• Activists: Those who leave their own country to go to another country and send out information about how corrupt the country is face very real needs for encrypted messaging.

This list could go on further, and does in our Use Case series, but I think I have shown the need private citizens, and those in sensitive professions and positions, have for encrypted message apps. There is no way to argue that encrypted messaging apps are unnecessary. They are a vital aspect of not just government-level protection, but they help protect every single citizen out there.

Who is spying on messaging apps?

There are a wide variety of people out there who are spying on you online. Digital spying is incredibly easy to do as a number of entities have access to your data, unlike the analog days when no one knew what you were reading unless they were looking over your shoulder. With people reading everything digitally, the following people are likely looking over your shoulder right now:

  • Government: Every level of government is spying on you. Maybe not your local mayor, but certainly police, state police, and the federal agencies just love listening in on everyone’s internet chatter—even the innocent. Recall the Snowden biopic when he first learned about the NSA’s incredible powers as an operative spies on an innocent woman tangentially linked to a target as she gets undressed in front of her disabled webcam.

  • ISP: The very company providing you with your internet connection is fully capable of spying on you, and is doing so for advertisers. They collect your data and then sell it to anyone paying. The assurances that your data is protected are at about zero. They don’t care about your privacy the way that we do.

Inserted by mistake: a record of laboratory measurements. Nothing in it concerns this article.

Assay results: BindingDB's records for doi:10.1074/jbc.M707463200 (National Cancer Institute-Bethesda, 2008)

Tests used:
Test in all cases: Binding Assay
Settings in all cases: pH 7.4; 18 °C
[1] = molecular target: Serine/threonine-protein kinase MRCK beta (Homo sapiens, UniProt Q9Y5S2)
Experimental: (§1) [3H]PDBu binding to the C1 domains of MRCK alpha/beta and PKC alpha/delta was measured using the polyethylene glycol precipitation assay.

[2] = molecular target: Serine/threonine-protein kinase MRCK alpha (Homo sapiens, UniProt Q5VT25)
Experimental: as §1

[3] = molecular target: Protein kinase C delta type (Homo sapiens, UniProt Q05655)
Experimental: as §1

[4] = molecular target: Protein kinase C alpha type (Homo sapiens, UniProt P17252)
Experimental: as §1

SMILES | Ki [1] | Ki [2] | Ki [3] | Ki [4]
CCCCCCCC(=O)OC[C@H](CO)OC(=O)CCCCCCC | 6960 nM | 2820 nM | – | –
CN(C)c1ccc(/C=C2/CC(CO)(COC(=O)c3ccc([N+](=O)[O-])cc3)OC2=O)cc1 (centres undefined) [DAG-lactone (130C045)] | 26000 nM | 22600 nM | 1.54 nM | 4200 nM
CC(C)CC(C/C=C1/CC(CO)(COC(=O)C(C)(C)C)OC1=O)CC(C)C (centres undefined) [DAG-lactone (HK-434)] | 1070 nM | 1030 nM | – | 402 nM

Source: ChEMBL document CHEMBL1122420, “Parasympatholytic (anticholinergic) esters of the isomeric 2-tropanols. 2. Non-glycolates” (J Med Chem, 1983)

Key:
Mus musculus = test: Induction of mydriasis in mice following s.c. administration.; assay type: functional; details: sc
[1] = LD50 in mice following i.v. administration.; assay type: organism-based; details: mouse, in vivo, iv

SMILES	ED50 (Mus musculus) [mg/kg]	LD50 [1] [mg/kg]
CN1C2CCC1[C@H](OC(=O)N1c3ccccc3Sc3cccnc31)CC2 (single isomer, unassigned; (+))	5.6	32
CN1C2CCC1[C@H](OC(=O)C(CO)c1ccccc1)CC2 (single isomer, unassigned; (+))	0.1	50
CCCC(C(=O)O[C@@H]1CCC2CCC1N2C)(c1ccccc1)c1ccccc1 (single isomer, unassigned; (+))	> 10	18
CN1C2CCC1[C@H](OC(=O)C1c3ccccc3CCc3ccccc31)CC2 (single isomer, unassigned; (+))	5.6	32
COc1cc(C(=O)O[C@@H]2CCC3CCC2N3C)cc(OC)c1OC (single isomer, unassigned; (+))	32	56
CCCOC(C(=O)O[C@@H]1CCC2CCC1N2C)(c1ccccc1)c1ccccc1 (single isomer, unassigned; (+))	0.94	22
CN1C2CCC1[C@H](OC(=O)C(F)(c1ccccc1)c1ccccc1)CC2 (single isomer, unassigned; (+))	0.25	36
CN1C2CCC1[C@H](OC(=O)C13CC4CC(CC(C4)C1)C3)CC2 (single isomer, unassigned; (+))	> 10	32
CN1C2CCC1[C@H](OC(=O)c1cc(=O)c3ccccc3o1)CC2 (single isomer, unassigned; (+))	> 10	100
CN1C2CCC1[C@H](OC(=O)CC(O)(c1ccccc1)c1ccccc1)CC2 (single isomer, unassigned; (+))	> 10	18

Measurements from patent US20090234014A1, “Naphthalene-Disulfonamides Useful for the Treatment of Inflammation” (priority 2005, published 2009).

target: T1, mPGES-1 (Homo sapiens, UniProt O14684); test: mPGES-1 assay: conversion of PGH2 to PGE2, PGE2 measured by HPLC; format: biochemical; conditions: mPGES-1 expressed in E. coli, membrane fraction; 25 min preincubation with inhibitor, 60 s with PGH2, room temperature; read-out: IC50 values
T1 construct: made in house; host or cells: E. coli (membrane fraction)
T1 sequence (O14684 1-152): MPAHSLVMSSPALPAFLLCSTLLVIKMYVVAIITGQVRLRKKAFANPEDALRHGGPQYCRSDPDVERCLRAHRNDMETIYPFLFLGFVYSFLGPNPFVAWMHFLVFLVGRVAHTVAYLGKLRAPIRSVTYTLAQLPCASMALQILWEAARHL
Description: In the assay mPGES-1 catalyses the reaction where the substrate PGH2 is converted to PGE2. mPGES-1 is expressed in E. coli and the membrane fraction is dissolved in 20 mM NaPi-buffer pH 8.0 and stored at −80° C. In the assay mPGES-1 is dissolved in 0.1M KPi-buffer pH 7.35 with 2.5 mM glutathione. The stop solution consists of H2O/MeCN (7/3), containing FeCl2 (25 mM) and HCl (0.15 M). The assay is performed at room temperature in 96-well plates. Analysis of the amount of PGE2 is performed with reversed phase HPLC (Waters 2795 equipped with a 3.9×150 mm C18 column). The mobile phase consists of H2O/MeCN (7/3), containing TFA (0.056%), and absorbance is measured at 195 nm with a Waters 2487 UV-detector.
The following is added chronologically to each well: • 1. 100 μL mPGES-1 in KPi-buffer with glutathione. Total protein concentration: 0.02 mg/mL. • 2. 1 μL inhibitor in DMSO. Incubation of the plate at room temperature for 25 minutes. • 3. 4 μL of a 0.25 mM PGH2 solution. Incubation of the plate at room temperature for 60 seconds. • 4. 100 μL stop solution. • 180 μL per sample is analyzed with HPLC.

• Apps: This includes messaging apps, browsers, games, and productivity apps. They all track what you’re doing in order to…serve you better ads. This data, of course, can be stolen by the next group…
  • Hackers: You may think that these people are high-knowledge folks with access to the latest computer hardware, but that simply isn’t the case. There is a wide variety of pre-built tools available to anyone with the money to buy them, or even use them for free, including a collection of 10 spyware apps for phones just sitting on the regular web, not even the dark web.

The first three are all doing their job, to various levels of nefariousness, while the last one is trying to exploit the work of the first three. Having someone spy on you is unsettling enough, but how easy it is for some of this data to be stolen by hackers is a huge problem. There seems to be a new hack every week, and ordinary people are becoming victims of it. Snapchat has had many issues lately:

Anyone using Snapchat for sensitive chats, ahemeveryonecough, can be compromised as their encryption standards are so low…not to mention the disaster which was The Snappening where a third-party app compromised all of the data shared by everyone who used it. WhatsApp stores their messages unencrypted on their servers. SMS messages are entirely unencrypted. These are all very vulnerable beyond the tracking discussed above.

Why encrypted message apps work

While it’s not essential to understand the math of encryption, it is helpful to see how an encryption program actually turns your text into ciphertext. Below is a secret message I created and then encrypted using AES 128 bit encryption:


You cannot possibly understand that, and neither could anyone who intercepted my communication if I sent it as a message. Both the receiver and the attacker would need the secret key which decrypts that information. 

In real life, I would never give the secret key to a hacker. To show you that encryption works I will give you the secret key for this example and ask that you put them into this website with these settings:

  • Base 64
  • ECB
  • 128 bit
  • Secret key: 1234567890123456

You aren’t allowed to cheat, but the answer is at the very end of this article. If you were shown my secret message to you then you have proven that encryption works to protect messages. Make sure you push “Decrypt to plain text” for the final step!